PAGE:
February 2010
Get Out There! By Paige Worthy

Just before Christmas, I got an e-mail from a curious, dedicated reader whose garden center is located on the outskirts of Pittsburgh, Pa. They’ve written me before, asking about how they can get more involved in contests and competitions throughout the industry; this garden center is clearly invested in endeavors that will make their store better and draw more customers. I love their initiative and wish I heard from more readers about their goals, successes and challenges. (Guys, it couldn’t be easier. There’s a button right on our website, www.lgrmag.com: “Talk to Paige!”)

Their most recent e-mail said: “This year, we are expanding, and we want to do something that will not only WOW our current customers but of course draw more customers to our store. What do you feel is the one thing you have seen garden centers do that has created the most hype? Even if you can point me in the direction of fresh ideas, that would be GREAT! We want a new idea that will help us GROW!”

Boy. Wouldn’t I love to be able to shoot off a quick answer to that? I understand they’re probably looking for my opinion on what the strongest garden centers have done to get the best results… but I read that and think, “Where’s the silver bullet?”

Sure, there are great garden centers doing amazing things. We write about them in every issue. There’s an entire department in this magazine about the ingenious uses of social media applications like Facebook and Twitter — garden centers that really dedicate themselves can get some serious results from that. (Read up on page 12.)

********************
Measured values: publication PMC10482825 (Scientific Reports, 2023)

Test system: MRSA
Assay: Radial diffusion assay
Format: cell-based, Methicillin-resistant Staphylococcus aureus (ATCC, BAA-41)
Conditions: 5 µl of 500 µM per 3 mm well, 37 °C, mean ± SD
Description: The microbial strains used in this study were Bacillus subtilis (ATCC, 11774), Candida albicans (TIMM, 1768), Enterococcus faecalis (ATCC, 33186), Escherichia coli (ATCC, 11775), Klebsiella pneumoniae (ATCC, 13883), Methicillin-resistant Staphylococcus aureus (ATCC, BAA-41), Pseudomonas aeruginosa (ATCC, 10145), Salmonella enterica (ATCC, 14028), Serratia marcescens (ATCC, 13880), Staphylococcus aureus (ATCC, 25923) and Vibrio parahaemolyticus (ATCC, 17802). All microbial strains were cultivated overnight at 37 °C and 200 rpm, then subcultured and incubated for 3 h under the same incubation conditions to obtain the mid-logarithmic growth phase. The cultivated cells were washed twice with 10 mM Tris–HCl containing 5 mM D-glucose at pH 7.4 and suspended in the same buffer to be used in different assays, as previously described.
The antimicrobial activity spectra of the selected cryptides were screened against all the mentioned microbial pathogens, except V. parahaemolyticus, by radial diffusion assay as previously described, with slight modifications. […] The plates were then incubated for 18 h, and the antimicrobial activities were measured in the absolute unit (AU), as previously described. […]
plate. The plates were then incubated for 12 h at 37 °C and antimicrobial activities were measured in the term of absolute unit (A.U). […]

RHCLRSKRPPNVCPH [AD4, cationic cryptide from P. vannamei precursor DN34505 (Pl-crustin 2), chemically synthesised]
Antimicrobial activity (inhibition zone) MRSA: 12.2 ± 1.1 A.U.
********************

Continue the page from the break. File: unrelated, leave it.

High Hand Nursery in Loomis, Calif., is running a full-service restaurant in a greenhouse that’s getting attention all over the state. Smith’s Acres in Niantic, Conn., held a silent auction/wine and beer tasting around the holidays and donated a portion of the proceeds to a local food pantry. Chalet Nursery in Wilmette, Ill. — right in my backyard — is planning a European garden tour for the early summer with a group of their customers.

The Bottom Line?

A lot of garden centers are giving their customers the royal treatment with a variety of events, sales and customer service strategies. The only thing they have in common is creativity and dedicated staff. I’ve been noodling on how to answer this Pittsburgh garden center’s e-mail, and I can come up with only one thing: Get out there!

I hope this doesn’t come across as harsh, but these garden centers didn’t get their brilliant ideas by sitting back and hoping inspiration would drift by at the right time. They kept their ears to the ground and sought out innovation and new ideas: They talked to their peers; they attended events, even though it required an investment of time and money that may have seemed out of reach during an economic downturn; they looked outside the industry for strategies that worked for others.

Subscribe to other garden centers’ e-newsletters. Visit other garden centers in your area and see them as peers, not competition. Go to ANLA’s Management Clinic and regional trade shows with educational opportunities. Attend showroom open houses at the gift markets and start conversations with other shoppers over a beer and some hors-d’oeuvres. Sign up for GCA’s garden center tours; take notes until your hands cramp and as many photos as your shutter finger can handle.

There isn’t a silver bullet in this industry. Every garden center is different; each has a different space to work with, different financial resources at hand and different demographics that shop there. But you’ll find what works, even if it takes some trial and error. Spring is coming — in the meantime, get out there!


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